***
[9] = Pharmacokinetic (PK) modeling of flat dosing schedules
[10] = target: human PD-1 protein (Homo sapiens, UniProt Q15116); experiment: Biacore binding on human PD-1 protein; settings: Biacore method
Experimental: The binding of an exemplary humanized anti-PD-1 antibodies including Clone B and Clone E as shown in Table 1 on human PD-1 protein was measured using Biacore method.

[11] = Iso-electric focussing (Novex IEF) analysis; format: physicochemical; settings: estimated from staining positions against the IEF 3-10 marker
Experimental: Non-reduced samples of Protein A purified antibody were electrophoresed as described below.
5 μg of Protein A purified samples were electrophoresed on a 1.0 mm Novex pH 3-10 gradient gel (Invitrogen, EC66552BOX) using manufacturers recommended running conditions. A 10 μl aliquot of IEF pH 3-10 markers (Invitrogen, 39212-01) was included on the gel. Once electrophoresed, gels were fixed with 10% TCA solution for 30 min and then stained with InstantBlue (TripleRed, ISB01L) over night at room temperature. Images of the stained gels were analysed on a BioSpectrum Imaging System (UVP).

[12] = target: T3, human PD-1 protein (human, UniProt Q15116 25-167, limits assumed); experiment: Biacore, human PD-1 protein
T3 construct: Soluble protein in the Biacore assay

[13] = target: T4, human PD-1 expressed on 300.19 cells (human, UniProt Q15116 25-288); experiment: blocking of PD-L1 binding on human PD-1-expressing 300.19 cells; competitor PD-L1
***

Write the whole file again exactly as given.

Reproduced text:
[9] = Pharmacokinetic (PK) modeling of flat dosing schedules
[10] = target: human PD-1 protein (Homo sapiens, UniProt Q15116); experiment: Biacore binding on human PD-1 protein; settings: Biacore method
Experimental: The binding of an exemplary humanized anti-PD-1 antibodies including Clone B and Clone E as shown in Table 1 on human PD-1 protein was measured using Biacore method.

[11] = Iso-electric focussing (Novex IEF) analysis; format: physicochemical; settings: estimated from staining positions against the IEF 3-10 marker
Experimental: Non-reduced samples of Protein A purified antibody were electrophoresed as described below.
5 μg of Protein A purified samples were electrophoresed on a 1.0 mm Novex pH 3-10 gradient gel (Invitrogen, EC66552BOX) using manufacturers recommended running conditions. A 10 μl aliquot of IEF pH 3-10 markers (Invitrogen, 39212-01) was included on the gel. Once electrophoresed, gels were fixed with 10% TCA solution for 30 min and then stained with InstantBlue (TripleRed, ISB01L) over night at room temperature. Images of the stained gels were analysed on a BioSpectrum Imaging System (UVP).

[12] = target: T3, human PD-1 protein (human, UniProt Q15116 25-167, limits assumed); experiment: Biacore, human PD-1 protein
T3 construct: Soluble protein in the Biacore assay

[13] = target: T4, human PD-1 expressed on 300.19 cells (human, UniProt Q15116 25-288); experiment: blocking of PD-L1 binding on human PD-1-expressing 300.19 cells; competitor PD-L1